Writing a Book: The Thankless Dream

Do you know how many people out there want to write a book? Think about that number for a second, and then ask yourself how many of those people ever actually get that book written. Not many, making the very act of completing a book a huge accomplishment. I could ask about how many of those completed books ever get published, but that question has a decaying relevance with people publishing books online or self-publishing. People my own age think I am old-school for having a mini library in my apartment as it is. Will people even care about print books in a decade (*raises hand* I will! Down with e-readers! Sorry trees.)?

I am one of those dreamers, with ideas fluttering in her head and a burning desire to write a book. In fact, I want to get a book published. If Stephenie Meyer can do it, than so can I.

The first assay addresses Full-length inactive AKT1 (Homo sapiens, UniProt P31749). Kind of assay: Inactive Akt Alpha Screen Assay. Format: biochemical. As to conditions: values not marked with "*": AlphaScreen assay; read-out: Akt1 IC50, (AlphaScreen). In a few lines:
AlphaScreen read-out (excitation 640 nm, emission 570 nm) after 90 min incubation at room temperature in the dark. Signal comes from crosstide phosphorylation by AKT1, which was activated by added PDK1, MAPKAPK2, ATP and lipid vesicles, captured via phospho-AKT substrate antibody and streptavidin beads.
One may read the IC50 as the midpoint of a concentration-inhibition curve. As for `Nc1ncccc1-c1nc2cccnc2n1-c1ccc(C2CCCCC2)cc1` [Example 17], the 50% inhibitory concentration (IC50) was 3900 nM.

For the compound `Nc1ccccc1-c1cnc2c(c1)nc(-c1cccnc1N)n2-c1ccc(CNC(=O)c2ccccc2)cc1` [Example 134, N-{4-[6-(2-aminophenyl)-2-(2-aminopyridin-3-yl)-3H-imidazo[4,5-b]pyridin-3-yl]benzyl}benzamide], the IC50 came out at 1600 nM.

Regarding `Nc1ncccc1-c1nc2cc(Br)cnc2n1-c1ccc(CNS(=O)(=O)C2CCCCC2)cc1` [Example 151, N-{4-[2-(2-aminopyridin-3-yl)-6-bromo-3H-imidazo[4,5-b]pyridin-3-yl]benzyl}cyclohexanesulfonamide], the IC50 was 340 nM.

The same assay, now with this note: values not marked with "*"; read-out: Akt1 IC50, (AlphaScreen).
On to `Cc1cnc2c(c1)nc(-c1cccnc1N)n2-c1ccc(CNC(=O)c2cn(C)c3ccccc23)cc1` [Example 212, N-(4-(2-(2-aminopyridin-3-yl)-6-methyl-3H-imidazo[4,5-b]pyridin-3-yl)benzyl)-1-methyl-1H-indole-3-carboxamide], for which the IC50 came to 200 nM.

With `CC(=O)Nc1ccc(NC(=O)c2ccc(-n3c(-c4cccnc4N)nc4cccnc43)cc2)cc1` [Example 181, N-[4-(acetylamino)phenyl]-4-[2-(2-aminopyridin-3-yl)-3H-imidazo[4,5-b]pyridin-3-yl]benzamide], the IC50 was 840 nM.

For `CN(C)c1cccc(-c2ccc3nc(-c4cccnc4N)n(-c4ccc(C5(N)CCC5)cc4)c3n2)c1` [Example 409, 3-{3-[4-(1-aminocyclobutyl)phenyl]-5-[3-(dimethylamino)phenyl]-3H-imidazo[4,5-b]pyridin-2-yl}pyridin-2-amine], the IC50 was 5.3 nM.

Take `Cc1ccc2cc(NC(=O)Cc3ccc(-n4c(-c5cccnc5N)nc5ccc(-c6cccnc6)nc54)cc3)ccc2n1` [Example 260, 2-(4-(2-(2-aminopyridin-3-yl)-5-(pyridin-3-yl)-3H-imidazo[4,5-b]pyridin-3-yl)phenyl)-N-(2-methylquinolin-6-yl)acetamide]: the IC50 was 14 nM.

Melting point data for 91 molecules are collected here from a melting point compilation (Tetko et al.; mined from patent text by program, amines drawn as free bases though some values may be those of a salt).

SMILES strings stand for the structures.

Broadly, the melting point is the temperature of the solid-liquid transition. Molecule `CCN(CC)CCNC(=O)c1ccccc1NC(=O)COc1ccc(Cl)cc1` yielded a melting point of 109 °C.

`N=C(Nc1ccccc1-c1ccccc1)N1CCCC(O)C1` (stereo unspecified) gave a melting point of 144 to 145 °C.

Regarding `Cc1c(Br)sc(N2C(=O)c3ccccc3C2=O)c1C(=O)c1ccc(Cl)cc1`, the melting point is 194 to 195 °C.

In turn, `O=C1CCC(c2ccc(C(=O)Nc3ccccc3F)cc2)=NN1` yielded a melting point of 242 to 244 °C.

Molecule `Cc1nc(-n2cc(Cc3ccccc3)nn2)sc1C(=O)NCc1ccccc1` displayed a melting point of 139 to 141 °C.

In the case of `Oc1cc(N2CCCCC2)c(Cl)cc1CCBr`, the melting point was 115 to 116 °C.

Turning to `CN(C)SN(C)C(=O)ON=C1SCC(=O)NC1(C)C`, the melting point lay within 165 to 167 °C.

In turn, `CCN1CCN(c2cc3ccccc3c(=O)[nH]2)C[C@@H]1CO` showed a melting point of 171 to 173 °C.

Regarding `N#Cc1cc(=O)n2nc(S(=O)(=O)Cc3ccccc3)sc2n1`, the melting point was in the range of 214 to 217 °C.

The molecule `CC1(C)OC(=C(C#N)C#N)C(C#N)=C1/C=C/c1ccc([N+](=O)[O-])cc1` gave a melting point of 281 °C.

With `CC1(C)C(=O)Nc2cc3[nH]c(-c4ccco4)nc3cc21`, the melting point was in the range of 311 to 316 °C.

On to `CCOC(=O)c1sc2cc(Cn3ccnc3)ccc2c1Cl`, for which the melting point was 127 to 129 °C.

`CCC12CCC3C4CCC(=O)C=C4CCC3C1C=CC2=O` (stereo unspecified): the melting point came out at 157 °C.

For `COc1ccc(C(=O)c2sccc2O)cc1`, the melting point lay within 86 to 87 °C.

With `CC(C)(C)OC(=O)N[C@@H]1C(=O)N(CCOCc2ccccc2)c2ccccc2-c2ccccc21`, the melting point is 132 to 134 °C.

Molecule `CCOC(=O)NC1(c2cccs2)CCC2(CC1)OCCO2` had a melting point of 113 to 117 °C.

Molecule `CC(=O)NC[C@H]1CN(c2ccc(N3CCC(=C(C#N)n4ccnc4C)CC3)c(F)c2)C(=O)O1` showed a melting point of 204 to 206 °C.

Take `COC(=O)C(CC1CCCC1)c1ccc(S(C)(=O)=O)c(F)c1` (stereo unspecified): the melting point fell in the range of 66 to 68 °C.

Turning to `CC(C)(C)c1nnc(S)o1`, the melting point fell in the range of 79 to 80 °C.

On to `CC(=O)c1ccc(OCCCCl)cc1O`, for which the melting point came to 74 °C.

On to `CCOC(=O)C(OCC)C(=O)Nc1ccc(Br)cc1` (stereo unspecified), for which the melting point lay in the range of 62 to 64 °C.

Except that I haven’t.

Life is busy. Between my full-time job, social life, love life and unexpected events, my time to sit and write is scarce. Writing is really a thankless profession anyway, and writing books is perhaps the most thankless. I have no delusions about writing leading to a life of fame and fortune. All I really want is the existence one person out there who cares for my writing as much as I care for that of my favorite authors. If one person out in the world proudly displays a book I wrote on their bookshelf, my dream is achieved.

I’m done with the excuses. When I was looking for a job after college, I cut my day in half, spending the morning (7am- 12pm) looking for jobs and the afternoon at work. The required me to get my lazy ass out of bed and walk the five or so blocks to the library while everyone else in my college town was still sleeping off their hangovers. This is something I did seven days a week. My drive to find a better job and avoid moving back in with my parents when my lease expired was such that I was desperate. My desire for writing needs to be the same to get that book written.